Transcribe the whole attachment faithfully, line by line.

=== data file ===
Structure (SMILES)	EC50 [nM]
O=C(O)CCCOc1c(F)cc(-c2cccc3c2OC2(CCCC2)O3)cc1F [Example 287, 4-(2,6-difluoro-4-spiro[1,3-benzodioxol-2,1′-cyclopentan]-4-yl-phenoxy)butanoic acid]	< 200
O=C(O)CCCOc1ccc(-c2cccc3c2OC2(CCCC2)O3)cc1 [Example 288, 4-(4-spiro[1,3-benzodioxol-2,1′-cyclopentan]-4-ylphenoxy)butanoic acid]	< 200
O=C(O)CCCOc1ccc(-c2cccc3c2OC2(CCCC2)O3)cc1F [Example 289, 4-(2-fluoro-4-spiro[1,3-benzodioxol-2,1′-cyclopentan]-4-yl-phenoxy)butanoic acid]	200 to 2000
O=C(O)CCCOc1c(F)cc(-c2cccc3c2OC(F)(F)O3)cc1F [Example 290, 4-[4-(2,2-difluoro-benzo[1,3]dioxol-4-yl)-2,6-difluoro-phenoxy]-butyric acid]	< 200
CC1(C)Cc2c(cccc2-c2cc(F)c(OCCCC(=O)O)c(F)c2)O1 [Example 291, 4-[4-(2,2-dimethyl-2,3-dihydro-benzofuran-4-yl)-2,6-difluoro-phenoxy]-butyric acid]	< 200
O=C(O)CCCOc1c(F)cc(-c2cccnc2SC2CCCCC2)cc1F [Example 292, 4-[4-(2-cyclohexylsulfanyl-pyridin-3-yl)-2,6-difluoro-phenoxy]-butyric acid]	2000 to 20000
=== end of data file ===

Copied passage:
Structure (SMILES)	EC50 [nM]
O=C(O)CCCOc1c(F)cc(-c2cccc3c2OC2(CCCC2)O3)cc1F [Example 287, 4-(2,6-difluoro-4-spiro[1,3-benzodioxol-2,1′-cyclopentan]-4-yl-phenoxy)butanoic acid]	< 200
O=C(O)CCCOc1ccc(-c2cccc3c2OC2(CCCC2)O3)cc1 [Example 288, 4-(4-spiro[1,3-benzodioxol-2,1′-cyclopentan]-4-ylphenoxy)butanoic acid]	< 200
O=C(O)CCCOc1ccc(-c2cccc3c2OC2(CCCC2)O3)cc1F [Example 289, 4-(2-fluoro-4-spiro[1,3-benzodioxol-2,1′-cyclopentan]-4-yl-phenoxy)butanoic acid]	200 to 2000
O=C(O)CCCOc1c(F)cc(-c2cccc3c2OC(F)(F)O3)cc1F [Example 290, 4-[4-(2,2-difluoro-benzo[1,3]dioxol-4-yl)-2,6-difluoro-phenoxy]-butyric acid]	< 200
CC1(C)Cc2c(cccc2-c2cc(F)c(OCCCC(=O)O)c(F)c2)O1 [Example 291, 4-[4-(2,2-dimethyl-2,3-dihydro-benzofuran-4-yl)-2,6-difluoro-phenoxy]-butyric acid]	< 200
O=C(O)CCCOc1c(F)cc(-c2cccnc2SC2CCCCC2)cc1F [Example 292, 4-[4-(2-cyclohexylsulfanyl-pyridin-3-yl)-2,6-difluoro-phenoxy]-butyric acid]	2000 to 20000